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Wondering what the question is asking you to report? A rape case. Yes, a rape. Would you – whether you’re a victim or a witness?
Take a look at the following:
– “The vast majority of women who are raped or sexually assaulted do not report the crime to police in many cases because they have little confidence that their attacker would be brought to justice.”
– “The legal system, the media and the society at large is unsympathetic to rape victims.”
– “Rape victims are afraid of the stigma that would get attached to them if they report such an incident.”
– “Rape victims feel embarrassed by the gory details they are asked over and over again by the police ‘in order to find evidence’.”
A survey claims that nearly 80% women do not report such cases – isn’t it appalling? Considering these reasons and perhaps a few others, would you also step back?
Out of the reasons cited above, three of them point towards one thing – the easy-going, non-serious, callous attitude of our legal system, the base of which is constituted by the police force, towards the complainant. There are certain factors – injuries, demeanor, withdrawal or retraction of the complaint, delayed reporting and others – which, when viewed from the point of view of the police, often serve to raise doubts regarding a complainant’s credibility – perhaps one of the major reasons which hinders the women from taking the first and the most important step to stand for themselves.
Isn’t it astounding to know that unless and until the police sees any serious, physical, visible injuries afflicted on the victim, it fails to recognize the atrocity? Why don’t the cops realize that for most victims, the most serious injuries they sustain are the invisible ones which are imperceptible to police scrutiny?
The police officials have clear views as to how a victim of rape would look and act. These fixed beliefs have the potential to impact the police judgments of the complainants. Different women react differently to this brutal deed. Then why does this inconsistency in the reactions makes the police presume that some women are just making up the whole thing?!
There are times when we are impelled to do something which we otherwise wouldn’t do – the situation at hand has all the power. Can it not be so with the rape victims too? Those who report the incident and then withdraw or retract their complaint, do so because they might be too afraid or doubtful to proceed or they decide that the likely costs of pursuing the complaint might outweigh the advantages – the result could be encountering hostile reactions from the perpetrator, negative responses from family or friends, and disbelieving or judgmental police perceptions. But does this withdrawal or retraction of a rape allegation give any right to the police to interpret this as an evidence that the allegation was fabricated?
Isn’t it normal and obvious for a rape victim to feel traumatized and shamed in the aftermath of rape? So if she fails to report the enormity instantaneously, what right do the cops have to regard a delay in reporting the sexual assault offences as abnormal and doubt the victim’s credibility?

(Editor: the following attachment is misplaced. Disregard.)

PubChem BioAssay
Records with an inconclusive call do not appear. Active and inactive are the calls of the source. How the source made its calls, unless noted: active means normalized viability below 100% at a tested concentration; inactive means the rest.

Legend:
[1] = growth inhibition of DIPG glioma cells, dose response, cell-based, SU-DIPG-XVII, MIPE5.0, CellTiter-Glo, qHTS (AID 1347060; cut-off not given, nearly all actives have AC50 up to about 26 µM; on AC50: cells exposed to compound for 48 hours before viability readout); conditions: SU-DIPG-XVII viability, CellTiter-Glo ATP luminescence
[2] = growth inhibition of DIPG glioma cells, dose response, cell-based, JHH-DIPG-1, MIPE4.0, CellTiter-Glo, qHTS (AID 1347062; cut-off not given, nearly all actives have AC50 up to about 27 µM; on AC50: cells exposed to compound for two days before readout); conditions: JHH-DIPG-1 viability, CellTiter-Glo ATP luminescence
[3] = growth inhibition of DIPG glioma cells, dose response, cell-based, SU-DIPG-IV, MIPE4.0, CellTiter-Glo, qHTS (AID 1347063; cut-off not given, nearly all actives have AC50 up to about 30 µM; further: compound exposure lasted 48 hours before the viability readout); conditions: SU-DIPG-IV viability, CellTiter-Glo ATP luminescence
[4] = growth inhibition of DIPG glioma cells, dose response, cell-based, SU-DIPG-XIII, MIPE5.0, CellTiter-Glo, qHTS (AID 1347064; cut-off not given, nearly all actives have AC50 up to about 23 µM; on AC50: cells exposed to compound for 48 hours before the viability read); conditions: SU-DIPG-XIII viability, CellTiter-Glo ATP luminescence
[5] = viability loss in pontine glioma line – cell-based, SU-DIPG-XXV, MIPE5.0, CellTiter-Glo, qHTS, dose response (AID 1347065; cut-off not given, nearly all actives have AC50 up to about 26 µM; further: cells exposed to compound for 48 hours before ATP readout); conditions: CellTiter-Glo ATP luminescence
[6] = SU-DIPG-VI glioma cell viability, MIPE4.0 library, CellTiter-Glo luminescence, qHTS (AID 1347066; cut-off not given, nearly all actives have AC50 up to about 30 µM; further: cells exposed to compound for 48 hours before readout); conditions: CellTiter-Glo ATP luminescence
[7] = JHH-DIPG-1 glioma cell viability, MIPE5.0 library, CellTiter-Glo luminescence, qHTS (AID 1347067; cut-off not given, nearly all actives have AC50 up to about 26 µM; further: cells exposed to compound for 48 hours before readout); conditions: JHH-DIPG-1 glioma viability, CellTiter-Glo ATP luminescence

Are we living in a world where a woman is forced to undergo the trauma of such a hideous crime at the hands of men, whom she brings into the this world, just because ‘they’ consider her as a ‘sex object’, and then wage a battle to get justice, which at times is an unending one, for the evil done to her? What wrong has she done to anyone to face the inhumane treatment meted out to her by everyone? Why does she have to ‘prove’ to the police and it has to be ‘proven’ through the medical tests that she has been raped? Aren’t her words enough to testify?
Now that you’ve learned of the drawbacks of reporting the attack, i.e., the attitude of the police force, does it give you all the more reasons to not take this first step?
If so, wait!
“All is not lost for rape victims!”
Episode one of Satyamev Jayate 2 was based on the issue whether the Nirbhaya rape case has really been able to bring about a change. Though there were cases where the victims and their families succumbed to their fate, the episode also showcased two rape survivors – one from a rural village and the other from Kolkata’s Park Street – who have been fighting the battle against the iniquity with their family’s support. These two women must have narrated their heinous incidents countless times but they have managed to overcome society’s glaring and judging eyes, stand up for their rights and live life again on their own terms. Both these women are truly an inspiration for those women who might just be about to give up their fight to get their offenders behind the bars.
“I am a woman, hear me roar
In numbers too big to ignore
And I know too much to go back an’ pretend
Cause I’ve heard it all before
And I’ve been down there on the floor
No one’s ever gonna keep me down again”
(Lines taken from Helen Reddy’s song – I am woman)
– Article by Kriti.